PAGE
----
I am using Tomcat for deploying my Java Web and Web Service applications for over 10 years now (yes, since the early 3.x versions). In the early days mostly for Struts applications and today for applications based on the Spring Framework (Spring MVC, Spring WebServices, Grails, …). In many of the projects I am consulting, we are using Tomcat in development and production environments too but the topic of this post has only been a discussion within the last few months, in one project.
The customer just started using Tomcat for some applications in production, instead of their default environment WebSphere. I think coming from WebSphere and doing a lot of J2EE applications with EJB is one of the reasons for their idea of putting a lot of dependencies into the library folders of the Tomcat, instead of putting them into the WAR file of the application.
In all of my other projects we are always putting all the required dependencies of an application into its WAR file, so that they are put into the WEB-INF/lib folder of the application. The only things I put in the Tomcat/lib folder are the JAR files for JDBC connections managed by tomcat. This allows me to use different versions of the dependencies in different applications deployed in the same Tomcat (e.g. Spring 2.5 and Spring 3 or JAX-WS 2.1 and JAX-WS 2.2).
Another benefit of the fat WAR file is, that the behavior of the application is more consistent. Putting it into different Tomcat installations in development, test or production environments has the same result.
This is also true for development: a new team member just has to download the default Tomcat distribution, fetch the application from the SCM system and start it up. All the required dependencies will be fetched via maven or ivy and put into the application. Requiring developers to put something into their local Tomcat installation (or even worse into their JDK) leads to different development environments across the team and issues that are very hard to track.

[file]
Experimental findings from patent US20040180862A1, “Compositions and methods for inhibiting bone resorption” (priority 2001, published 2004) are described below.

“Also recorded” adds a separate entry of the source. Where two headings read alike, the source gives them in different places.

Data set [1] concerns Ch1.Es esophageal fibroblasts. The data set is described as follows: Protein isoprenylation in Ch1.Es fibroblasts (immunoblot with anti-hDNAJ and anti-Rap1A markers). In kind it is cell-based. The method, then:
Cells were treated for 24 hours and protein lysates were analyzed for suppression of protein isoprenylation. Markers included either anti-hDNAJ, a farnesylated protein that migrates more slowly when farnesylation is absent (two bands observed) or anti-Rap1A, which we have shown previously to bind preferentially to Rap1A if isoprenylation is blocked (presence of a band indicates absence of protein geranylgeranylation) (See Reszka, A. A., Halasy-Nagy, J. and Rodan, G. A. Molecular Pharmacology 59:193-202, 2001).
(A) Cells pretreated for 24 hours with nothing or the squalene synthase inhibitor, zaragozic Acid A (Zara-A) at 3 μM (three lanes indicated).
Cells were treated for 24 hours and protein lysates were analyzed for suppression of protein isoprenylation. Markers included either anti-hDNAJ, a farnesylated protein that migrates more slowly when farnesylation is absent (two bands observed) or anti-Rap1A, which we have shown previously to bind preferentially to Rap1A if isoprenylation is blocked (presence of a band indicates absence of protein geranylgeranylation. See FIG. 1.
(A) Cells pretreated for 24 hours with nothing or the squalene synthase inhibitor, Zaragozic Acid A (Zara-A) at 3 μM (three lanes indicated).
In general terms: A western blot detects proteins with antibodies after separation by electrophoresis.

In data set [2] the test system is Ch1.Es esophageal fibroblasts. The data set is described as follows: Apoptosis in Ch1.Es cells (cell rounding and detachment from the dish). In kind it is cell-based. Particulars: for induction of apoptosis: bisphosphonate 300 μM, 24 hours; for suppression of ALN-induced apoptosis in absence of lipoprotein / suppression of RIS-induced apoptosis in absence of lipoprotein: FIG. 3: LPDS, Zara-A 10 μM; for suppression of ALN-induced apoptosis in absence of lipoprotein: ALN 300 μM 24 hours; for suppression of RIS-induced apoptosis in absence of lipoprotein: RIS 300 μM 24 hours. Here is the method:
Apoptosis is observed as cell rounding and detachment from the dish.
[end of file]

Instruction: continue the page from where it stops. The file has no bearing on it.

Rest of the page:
To support my arguments I did some research and found this article about Understanding The Tomcat Classpath from MuleSoft. MuleSoft provides a great Tomcat Enterprise Server named tcat with many management and monitoring features. In the article they discuss common problems and solutions for Tomcat classpath problems and provide tips and best practice advices. Their best practice advice is:
- Avoid loading libraries and packages other than the standard ones distributed with Tomcat using the Commons Loader. This can cause compatibility errors. If you need to share a single library or package between multiple applications, create “shared/lib” and “shared/classes” directories and configure them under the Shared loader in catalina.properties
- An exception to this rule is any common third party shared library, such as a JDBC driver. These should be placed directly into $CATALINA_HOME/lib
- When possible, it is a good idea to use Apache Tomcat as recommended by its developers, as this represents conformance to the Servlet specification. If you’re finding that you have to configure classpath rather frequently, you may want to re-think your development process.
Additionally I posted a question on Stackoverflow about Third party libraries best practice in Tomcat. I think the answers pretty much support me in my opinion.